iPhone 11 camera needs to top Google's Night Sight

(Image credit: iMore)

There have been rumors Apple will launch the iPhone 11 with a triple-camera setup. In theory, the new system will offer higher quality images, a more flexible shooting experience, and improved video recording. But it's this last bit in a recent Bloomberg report that has us most excited: "Photos taken in very low-light environments will improve, too."

According to the Bloomberg report, Apple is working to improve the iPhone 11's low light performance through artificial intelligence:

The sensors will capture three images simultaneously and use new artificial intelligence software to automatically correct the combined photo if, for example, a person is accidentally cut out of one of the shots. The new system will also take higher resolution pictures rivaling some traditional cameras.

We expect camera improvements from the iPhone every year; it's what the march of progress dictates. With the release of the iPhone 11, however, the stakes are higher than ever thanks to one of Apple's biggest rivals, Google.

Apple is halfway there with features like Smart HDR

Last year, Google introduced a new mode for Pixel 3 known as Night Sight, a feature capable of capturing detailed images in low light. Needless to say, it's nothing short of groundbreaking, rightly earning praise from everyone who has seen what it can do.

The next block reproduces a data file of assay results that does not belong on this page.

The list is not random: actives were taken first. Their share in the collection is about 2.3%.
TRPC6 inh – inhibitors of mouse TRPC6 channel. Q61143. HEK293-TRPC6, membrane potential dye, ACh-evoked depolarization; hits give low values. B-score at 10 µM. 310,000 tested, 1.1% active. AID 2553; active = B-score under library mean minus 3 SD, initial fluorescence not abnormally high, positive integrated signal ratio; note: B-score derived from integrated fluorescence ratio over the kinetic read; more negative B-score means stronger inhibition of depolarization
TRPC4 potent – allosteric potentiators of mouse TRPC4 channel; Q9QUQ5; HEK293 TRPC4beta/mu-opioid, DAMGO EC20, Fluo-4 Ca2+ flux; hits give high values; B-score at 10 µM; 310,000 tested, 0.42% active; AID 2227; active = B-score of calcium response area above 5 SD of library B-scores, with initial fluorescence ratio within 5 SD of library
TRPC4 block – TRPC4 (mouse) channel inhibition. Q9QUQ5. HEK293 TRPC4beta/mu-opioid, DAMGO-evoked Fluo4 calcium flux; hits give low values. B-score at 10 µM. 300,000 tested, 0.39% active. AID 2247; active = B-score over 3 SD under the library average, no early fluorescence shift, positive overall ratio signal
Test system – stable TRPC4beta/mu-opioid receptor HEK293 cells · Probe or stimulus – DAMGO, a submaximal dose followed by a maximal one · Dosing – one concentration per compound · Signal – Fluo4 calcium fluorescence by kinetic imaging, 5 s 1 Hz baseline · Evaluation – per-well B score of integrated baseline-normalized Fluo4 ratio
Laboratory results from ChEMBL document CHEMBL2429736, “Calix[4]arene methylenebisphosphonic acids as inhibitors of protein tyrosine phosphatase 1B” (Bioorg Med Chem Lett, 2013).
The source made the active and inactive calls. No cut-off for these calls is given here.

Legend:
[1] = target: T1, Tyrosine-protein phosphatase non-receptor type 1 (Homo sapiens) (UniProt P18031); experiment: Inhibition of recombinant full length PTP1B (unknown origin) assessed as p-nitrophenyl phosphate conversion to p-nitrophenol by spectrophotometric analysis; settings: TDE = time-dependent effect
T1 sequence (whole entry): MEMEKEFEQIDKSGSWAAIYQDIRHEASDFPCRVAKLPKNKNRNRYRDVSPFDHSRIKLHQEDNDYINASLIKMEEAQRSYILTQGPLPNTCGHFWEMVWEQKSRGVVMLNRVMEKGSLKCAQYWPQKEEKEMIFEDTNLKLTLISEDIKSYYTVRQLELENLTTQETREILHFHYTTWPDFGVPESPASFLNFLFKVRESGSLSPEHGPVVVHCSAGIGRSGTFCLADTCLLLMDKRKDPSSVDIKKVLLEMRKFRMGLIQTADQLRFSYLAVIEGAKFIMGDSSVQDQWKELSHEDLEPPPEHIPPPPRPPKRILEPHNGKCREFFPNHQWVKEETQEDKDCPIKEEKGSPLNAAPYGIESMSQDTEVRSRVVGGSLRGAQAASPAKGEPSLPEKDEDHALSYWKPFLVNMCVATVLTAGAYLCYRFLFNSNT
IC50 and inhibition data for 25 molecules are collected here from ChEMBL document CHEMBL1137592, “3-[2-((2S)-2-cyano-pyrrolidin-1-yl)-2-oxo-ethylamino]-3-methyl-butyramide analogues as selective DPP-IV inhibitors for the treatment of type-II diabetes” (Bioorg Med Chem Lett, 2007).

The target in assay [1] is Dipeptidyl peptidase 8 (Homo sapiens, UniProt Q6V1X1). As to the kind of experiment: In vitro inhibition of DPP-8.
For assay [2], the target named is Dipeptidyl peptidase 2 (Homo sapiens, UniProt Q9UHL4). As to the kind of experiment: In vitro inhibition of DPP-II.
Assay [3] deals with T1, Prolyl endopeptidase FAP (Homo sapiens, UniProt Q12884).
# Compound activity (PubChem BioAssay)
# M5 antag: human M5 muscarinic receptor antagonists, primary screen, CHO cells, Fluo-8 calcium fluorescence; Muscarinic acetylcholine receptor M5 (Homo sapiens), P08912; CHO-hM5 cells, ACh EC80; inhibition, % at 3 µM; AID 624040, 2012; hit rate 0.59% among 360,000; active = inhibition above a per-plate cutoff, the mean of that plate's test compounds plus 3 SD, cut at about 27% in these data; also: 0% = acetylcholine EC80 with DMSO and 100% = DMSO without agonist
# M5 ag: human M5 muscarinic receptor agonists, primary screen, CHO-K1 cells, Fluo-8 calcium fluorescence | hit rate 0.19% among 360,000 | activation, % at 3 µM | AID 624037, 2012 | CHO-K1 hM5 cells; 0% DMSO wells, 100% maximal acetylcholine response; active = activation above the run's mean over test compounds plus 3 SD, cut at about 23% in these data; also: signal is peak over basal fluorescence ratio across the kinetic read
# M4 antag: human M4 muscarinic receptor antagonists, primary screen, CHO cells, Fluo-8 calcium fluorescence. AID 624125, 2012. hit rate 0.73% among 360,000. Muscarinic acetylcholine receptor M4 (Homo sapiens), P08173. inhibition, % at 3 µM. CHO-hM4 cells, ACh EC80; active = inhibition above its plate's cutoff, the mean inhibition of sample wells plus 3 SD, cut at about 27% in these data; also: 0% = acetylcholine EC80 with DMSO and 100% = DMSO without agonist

To really underline Night Sight's capabilities, Google showed off two identical images taken by the Pixel 3 and iPhone XS, and the differences were clear to see. It was a big flex from Google and underlined how much work Apple needs to put in to catch up to the competition. It was as if Google was saying, "Your turn, Apple."

Google's Night Sight feature essentially captures multiple photos and then merges them together, creating a brighter photo in low light conditions. It's something that Apple engineers can no doubt replicate, if not improve upon. After all, the iPhone already takes multiple frames when shooting photos, called Smart HDR, combining them into one beautiful image.

Apple engineers need to take its Smart HDR feature to the next level. We know the iPhone can take convincing portraits and fantastic images when ample light is available. Now, let's see how the company can respond to Google's Night Sight. Anything short of that will disappoint a few people, to be sure.

Brandon Russell